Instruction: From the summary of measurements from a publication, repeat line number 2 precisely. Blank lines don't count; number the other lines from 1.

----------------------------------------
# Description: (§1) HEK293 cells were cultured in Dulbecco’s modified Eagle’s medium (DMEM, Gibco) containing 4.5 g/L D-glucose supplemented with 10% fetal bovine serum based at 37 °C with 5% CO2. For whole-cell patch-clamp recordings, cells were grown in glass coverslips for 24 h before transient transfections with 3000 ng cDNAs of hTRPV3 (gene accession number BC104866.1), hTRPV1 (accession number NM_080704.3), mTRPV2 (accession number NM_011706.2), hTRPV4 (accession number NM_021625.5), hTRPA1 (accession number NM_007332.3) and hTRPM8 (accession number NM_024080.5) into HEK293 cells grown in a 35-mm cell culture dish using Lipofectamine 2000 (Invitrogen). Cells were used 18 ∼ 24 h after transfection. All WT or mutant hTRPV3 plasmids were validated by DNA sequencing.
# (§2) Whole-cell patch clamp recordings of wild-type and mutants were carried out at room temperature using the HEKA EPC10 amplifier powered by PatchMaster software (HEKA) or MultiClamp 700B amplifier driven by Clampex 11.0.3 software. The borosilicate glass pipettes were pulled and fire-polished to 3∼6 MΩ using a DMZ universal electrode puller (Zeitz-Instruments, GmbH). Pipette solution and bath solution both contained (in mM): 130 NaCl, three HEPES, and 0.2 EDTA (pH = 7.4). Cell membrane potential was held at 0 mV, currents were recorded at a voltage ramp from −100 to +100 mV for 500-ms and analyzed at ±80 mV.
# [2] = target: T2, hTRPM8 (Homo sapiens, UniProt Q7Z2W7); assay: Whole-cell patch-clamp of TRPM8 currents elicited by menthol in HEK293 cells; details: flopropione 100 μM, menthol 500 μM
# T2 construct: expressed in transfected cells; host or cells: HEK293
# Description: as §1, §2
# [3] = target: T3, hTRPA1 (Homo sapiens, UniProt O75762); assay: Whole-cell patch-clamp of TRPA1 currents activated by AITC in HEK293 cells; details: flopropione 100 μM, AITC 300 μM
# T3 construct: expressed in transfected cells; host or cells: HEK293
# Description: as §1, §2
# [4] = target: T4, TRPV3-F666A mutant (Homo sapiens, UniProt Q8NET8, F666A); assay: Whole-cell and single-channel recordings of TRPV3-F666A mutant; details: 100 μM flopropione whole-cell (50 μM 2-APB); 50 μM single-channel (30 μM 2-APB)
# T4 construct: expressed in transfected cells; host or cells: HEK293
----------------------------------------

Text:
# (§2) Whole-cell patch clamp recordings of wild-type and mutants were carried out at room temperature using the HEKA EPC10 amplifier powered by PatchMaster software (HEKA) or MultiClamp 700B amplifier driven by Clampex 11.0.3 software. The borosilicate glass pipettes were pulled and fire-polished to 3∼6 MΩ using a DMZ universal electrode puller (Zeitz-Instruments, GmbH). Pipette solution and bath solution both contained (in mM): 130 NaCl, three HEPES, and 0.2 EDTA (pH = 7.4). Cell membrane potential was held at 0 mV, currents were recorded at a voltage ramp from −100 to +100 mV for 500-ms and analyzed at ±80 mV.